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Title: Structural and functional analysis of CD81-Claudin-1, a hepatitis C virus receptor complex
Author: Clare, Michelle
ISNI:       0000 0004 6062 6320
Awarding Body: Aston University
Current Institution: Aston University
Date of Award: 2015
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Many viruses initiate infection through a multistep process involving host cell membrane proteins. Hepatitis C virus (HCV) is an important human pathogen that infects more than 185 million people worldwide and results in progressive liver disease. Recent advances have identified an essential role for tetraspanin CD81 and tight junction protein Claudin-1 in HCV entry into hepatocytes in the liver. CD81 associates with Claudin-1 and this complex is necessary for virus internalisation; defining the full length interface of this membrane protein interaction is therefore important for the design of future anti-viral therapies. Structural information is lacking for CD81: indeed, there is no high resolution structure for any full-length tetraspanin. This thesis describes an analysis of the protein-protein interaction interface between CD81 and Claudin-1 full-length proteins using a split-ubiquitin yeast assay. Also, using recombinant protein production of CD81, this thesis describes work towards successful crystallisation trials of a full length tetraspanin. CD81 homotypic and heterotypic interactions with Claudin-1 were analysed in a high-throughput format in yeast, showing that this interaction is specific and does not require other mammalian cell factors. This work demonstrates that the CD81 large extracellular loop and its first transmembrane domain are involved in the CD81-Claudin-1 interaction: a novel full length molecular model predicted interacting amino acid residues that were confirmed in vivo using yeast assays. Thermal stability assays used to investigate recombinant membrane protein found that both detergent and buffer components are vital for the stability of recombinant CD81, which shows increased thermostability in the presence of cholesteryl hemisuccinate. Using the improved protein solution environment found here, and the increased understanding of the tetraspanin interaction interface; this work paves the way for CD81 structural characterisation alone or in combination with Claudin-1.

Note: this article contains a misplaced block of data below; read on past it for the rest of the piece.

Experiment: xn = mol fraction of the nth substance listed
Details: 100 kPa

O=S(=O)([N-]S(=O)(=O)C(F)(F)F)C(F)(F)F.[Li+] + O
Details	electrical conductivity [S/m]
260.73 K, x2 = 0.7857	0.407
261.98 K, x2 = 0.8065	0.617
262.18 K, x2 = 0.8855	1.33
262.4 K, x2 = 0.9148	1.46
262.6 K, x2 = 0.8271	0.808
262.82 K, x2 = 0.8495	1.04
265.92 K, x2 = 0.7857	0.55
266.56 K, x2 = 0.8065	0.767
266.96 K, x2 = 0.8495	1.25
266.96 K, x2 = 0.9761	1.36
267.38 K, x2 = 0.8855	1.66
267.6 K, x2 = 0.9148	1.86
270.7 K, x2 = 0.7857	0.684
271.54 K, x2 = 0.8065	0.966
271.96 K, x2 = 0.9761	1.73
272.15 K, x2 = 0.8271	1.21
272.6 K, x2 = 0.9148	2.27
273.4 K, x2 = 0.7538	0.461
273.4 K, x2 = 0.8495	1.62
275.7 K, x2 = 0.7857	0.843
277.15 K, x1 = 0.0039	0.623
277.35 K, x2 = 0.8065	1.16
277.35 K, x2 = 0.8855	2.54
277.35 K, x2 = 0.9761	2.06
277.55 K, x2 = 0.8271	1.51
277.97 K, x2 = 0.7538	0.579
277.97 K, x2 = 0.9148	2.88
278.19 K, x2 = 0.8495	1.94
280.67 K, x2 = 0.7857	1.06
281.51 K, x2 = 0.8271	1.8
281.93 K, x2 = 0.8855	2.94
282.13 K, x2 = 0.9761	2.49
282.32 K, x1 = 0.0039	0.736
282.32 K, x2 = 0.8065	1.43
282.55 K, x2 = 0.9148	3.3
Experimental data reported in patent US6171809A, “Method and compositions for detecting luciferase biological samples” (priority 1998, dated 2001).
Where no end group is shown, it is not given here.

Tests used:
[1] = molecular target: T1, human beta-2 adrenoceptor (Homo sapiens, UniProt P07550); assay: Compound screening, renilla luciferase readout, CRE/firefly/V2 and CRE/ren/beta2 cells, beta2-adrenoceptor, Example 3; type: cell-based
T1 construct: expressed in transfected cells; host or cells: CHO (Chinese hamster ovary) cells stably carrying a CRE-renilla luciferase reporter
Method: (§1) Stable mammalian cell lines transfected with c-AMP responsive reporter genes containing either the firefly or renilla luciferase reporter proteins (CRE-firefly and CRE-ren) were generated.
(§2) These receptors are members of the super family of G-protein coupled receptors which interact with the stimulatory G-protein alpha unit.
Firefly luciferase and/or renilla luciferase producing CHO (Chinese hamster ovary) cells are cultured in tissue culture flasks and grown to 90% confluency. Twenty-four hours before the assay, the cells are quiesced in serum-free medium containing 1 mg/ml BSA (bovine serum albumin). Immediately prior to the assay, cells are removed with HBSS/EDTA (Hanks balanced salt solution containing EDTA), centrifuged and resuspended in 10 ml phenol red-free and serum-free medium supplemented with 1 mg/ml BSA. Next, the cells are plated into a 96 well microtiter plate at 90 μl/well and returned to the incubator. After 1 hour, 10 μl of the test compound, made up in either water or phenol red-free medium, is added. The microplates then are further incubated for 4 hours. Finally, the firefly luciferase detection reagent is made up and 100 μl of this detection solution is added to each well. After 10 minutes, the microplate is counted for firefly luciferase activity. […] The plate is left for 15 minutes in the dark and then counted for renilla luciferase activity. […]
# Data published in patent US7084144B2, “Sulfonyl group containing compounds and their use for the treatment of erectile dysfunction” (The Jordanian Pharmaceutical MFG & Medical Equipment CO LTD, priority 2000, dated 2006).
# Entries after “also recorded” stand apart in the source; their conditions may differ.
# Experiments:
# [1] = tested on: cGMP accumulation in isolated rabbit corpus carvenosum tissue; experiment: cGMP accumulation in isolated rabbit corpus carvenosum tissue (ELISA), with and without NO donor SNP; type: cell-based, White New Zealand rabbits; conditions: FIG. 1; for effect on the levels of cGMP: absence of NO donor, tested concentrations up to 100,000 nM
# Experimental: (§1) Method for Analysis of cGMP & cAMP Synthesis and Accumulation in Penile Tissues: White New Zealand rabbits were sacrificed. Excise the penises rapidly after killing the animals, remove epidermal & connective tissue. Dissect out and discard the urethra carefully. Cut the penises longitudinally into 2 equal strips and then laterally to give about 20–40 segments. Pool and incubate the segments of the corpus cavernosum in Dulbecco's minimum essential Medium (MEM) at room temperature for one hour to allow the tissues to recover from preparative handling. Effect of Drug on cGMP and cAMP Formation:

Supervisor: Not available Sponsor: Not available
Qualification Name: Thesis (Ph.D.) Qualification Level: Doctoral
EThOS ID:  DOI: Not available